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Domestic narratives in the transatlantic community: Elizabeth Gaskell and Louisa May Alcott

Hodgson, Louisa Jayne Charlotte (2010) Domestic narratives in the transatlantic community: Elizabeth Gaskell and Louisa May Alcott. PhD thesis, University of Leeds.

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Abstract

My thesis investigates the processes of reciprocal, transatlantic literary exchange between Britain and the United States in the nineteenth century. While these specific transnational relations have received much critical attention in recent years, I extend current theoretical frameworks by focusing on how women‘s domestic fiction operates as a currency for literal and ideological interchanges between Britain and the United States. Concentrating primarily upon Elizabeth Gaskell‘s and Louisa May Alcott‘s fictions, I trace how they operate as 'transatlantic domestic narratives‘. I use this term to refer to the mobility of their material texts as they circulate within a transatlantic community, and also to articulate the generic narrative tropes on which their domestic fictions rely. I explore, therefore, how the rhetoric of domesticity – as transmitted through the transatlantic domestic narrative – becomes a shared medium through which specific localised concerns can be articulated and circulated within a transatlantic arena. Focusing on four domestic tropes which were common on both sides of the Atlantic – home, the worker, the nurse, and the witch – I illustrate how both Gaskell and Alcott mobilise these four narrative structures in order to contribute to local and transnational debates in which national, literary and gendered identities are created and contested. Both authors‘ fictions, I demonstrate, exemplify, and have a significant impact upon, a transatlantic literary marketplace.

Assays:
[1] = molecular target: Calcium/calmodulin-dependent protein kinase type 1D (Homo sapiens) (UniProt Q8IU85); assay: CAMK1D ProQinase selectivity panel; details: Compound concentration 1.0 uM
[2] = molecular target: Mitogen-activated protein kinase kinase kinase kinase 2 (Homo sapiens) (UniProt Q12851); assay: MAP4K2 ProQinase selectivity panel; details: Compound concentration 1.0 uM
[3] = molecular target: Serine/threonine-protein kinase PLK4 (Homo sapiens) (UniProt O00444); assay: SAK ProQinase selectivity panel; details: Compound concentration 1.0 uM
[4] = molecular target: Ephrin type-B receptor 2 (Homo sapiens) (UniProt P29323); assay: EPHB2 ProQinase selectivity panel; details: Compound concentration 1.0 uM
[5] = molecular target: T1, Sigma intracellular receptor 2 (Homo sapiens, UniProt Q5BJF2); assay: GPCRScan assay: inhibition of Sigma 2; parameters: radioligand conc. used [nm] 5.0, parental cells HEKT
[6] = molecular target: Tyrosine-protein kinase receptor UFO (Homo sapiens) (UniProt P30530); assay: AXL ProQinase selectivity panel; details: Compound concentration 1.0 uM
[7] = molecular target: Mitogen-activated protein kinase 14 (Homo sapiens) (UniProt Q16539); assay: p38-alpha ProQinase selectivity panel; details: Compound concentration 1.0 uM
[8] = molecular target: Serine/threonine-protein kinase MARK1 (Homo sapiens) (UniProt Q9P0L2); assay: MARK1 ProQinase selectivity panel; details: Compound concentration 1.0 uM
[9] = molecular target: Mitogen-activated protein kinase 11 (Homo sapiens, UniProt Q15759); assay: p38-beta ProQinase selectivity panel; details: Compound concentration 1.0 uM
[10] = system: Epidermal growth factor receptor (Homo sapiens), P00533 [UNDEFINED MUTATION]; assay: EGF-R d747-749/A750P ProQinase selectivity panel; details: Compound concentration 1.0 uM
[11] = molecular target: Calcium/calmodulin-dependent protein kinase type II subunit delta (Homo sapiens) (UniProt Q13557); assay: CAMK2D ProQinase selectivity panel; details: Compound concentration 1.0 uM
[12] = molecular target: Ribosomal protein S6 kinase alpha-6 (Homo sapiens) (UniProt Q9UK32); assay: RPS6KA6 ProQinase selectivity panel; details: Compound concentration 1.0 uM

Item Type: Thesis (PhD)
Academic Units: The University of Leeds > Faculty of Arts (Leeds) > School of English (Leeds)
Identification Number/EthosID: uk.bl.ethos.535673
Depositing User: Ethos Import
Date Deposited: 28 Mar 2011 13:13
Last Modified: 07 Mar 2014 11:24
URI: http://etheses.whiterose.ac.uk/id/eprint/1428

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